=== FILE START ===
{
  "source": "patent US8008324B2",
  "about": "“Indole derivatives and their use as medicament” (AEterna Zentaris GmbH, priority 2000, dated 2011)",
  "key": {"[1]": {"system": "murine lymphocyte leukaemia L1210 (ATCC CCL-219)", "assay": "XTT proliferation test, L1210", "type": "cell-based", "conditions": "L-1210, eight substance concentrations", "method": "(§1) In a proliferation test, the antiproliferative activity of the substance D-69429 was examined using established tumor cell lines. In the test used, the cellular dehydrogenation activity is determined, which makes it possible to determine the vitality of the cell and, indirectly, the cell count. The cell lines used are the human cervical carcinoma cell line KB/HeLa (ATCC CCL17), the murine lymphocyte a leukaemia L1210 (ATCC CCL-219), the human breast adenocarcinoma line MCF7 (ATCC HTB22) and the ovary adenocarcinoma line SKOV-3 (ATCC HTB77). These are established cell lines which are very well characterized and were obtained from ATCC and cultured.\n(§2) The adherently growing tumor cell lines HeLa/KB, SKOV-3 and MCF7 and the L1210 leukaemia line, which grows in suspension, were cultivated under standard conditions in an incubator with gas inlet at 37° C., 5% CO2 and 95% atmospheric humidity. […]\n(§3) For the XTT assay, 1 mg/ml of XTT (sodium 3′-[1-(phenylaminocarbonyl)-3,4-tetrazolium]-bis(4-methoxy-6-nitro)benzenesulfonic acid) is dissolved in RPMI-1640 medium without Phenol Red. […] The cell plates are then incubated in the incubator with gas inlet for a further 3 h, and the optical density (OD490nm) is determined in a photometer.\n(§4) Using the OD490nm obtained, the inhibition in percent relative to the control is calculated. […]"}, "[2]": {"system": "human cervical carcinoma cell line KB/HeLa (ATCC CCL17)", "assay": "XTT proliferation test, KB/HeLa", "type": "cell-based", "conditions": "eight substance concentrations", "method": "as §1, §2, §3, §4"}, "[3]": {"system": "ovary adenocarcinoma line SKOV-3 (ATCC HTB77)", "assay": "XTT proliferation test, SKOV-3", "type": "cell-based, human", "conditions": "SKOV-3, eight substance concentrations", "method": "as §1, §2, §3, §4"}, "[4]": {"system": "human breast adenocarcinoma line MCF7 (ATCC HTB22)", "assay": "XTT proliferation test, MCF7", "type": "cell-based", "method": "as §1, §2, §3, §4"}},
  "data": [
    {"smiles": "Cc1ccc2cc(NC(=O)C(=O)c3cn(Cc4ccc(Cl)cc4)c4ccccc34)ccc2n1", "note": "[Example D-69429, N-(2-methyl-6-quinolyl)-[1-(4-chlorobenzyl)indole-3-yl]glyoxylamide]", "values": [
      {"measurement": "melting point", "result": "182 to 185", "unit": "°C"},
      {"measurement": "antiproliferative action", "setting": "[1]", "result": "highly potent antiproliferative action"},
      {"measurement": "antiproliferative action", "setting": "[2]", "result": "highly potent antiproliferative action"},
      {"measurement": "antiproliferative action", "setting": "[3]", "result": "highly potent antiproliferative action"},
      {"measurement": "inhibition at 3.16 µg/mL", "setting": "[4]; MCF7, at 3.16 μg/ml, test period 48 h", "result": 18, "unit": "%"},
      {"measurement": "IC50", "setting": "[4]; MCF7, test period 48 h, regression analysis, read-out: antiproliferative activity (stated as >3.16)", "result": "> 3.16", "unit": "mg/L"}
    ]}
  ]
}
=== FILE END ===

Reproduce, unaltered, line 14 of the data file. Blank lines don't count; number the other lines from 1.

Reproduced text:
  ]